The People Themselves: Popular Constitutionalism and Judicial Review by Larry D. KramerThe People Themselves: Popular Constitutionalism and Judicial Review by Larry D. Kramer

The People Themselves: Popular Constitutionalism and Judicial Review

byLarry D. Kramer

Paperback | August 9, 2006

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In this groundbreaking interpretation of America's founding and of its entire system of judicial review, Larry Kramer reveals that the colonists fought for and created a very different system--and held a very different understanding of citizenship--than Americans believe to be the norm today."Popular sovereignty" was not just some historical abstraction, and the notion of "the people" was more than a flip rhetorical device invoked on the campaign trail. Questions of constitutional meaning provoked vigorous public debate and the actions of government officials were greeted withcelebratory feasts and bonfires, or riotous resistance. Americans treated the Constitution as part of the lived reality of their daily existence. Their self-sovereignty in law as much as politics was active not abstract.
Larry Kramer is Richard E. Lang Professor of Law and Dean of Stanford Law School. He served as a law clerk to Justice William J. Brennan, Jr., of the United States Supreme Court and taught at the law schools of the University of Chicago, the University of Michigan, and New York University before moving to Stanford. He has written exten...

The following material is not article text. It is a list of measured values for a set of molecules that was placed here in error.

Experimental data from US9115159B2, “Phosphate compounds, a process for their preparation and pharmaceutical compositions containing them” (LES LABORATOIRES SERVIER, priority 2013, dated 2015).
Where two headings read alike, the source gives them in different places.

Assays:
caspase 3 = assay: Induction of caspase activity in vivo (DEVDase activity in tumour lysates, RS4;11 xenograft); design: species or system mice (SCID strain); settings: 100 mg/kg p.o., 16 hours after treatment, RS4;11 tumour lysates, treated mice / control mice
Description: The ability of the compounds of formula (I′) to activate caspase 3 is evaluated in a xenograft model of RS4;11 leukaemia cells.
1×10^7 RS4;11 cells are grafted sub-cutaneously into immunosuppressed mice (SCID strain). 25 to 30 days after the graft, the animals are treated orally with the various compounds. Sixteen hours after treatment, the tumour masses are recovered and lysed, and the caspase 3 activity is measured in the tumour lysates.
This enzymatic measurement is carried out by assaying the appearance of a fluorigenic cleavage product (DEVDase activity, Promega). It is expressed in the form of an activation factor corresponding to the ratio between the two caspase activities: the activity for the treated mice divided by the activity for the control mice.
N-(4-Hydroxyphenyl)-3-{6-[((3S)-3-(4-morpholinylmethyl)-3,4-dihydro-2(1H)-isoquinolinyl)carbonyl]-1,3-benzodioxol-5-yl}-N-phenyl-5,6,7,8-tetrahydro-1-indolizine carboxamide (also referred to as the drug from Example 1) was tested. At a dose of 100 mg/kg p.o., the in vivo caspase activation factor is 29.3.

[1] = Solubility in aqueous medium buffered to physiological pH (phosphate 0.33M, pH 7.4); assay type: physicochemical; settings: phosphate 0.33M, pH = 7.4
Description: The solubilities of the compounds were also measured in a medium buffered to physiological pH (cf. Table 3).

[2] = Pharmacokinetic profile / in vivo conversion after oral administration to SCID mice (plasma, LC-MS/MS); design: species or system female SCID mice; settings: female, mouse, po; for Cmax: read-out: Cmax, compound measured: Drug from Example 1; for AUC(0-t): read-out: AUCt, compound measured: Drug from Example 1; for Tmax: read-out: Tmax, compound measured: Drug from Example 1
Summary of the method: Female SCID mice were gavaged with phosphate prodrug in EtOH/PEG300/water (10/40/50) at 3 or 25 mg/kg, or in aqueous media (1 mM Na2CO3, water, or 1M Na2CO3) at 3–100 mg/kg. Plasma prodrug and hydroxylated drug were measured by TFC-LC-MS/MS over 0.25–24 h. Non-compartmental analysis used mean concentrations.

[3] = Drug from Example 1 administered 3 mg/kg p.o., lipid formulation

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Title:The People Themselves: Popular Constitutionalism and Judicial ReviewFormat:PaperbackDimensions:376 pages, 5.71 × 8.9 × 0.91 inPublished:August 9, 2006Publisher:Oxford University PressLanguage:English

The following ISBNs are associated with this title:

ISBN - 10:0195306457

ISBN - 13:9780195306453

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Table of Contents

Introduction - Popular Constitutionalism1. In Substance, and in Principle, the Same as It Was Heretofore: The Customary Constitution2. A Rule Obligatory Upon Every Department: The Origins of Judicial Review3. The Power under the Constitution Will Always Be in the People: The Making of the Constitution4. Courts, as Well as Other Departments, Are Bound by That Instrument: Accepting Judicial Review5. What Every True Republican Ought to Depend On: Rejecting Judicial Supremacy6. Notwithstanding This Abstract View: The Changing Context of Constitutional Law7. To Preserve the Constitution, as a Perpetual Bond of Union: The Lessons of Experience8. A Layman's Document, Not a Lawyer's Contract: The Continuing Struggle for Popular Constitutionalism9. As An American: Popular Constitutionalism, Circa 2004Epilogue - Judicial Review Without Judicial Supremacy

Editorial Reviews

"This book is perhaps the most important work of constitutional theory and history in a generation."--Mark Tushnet, author of Taking the Constitution Away from the Courts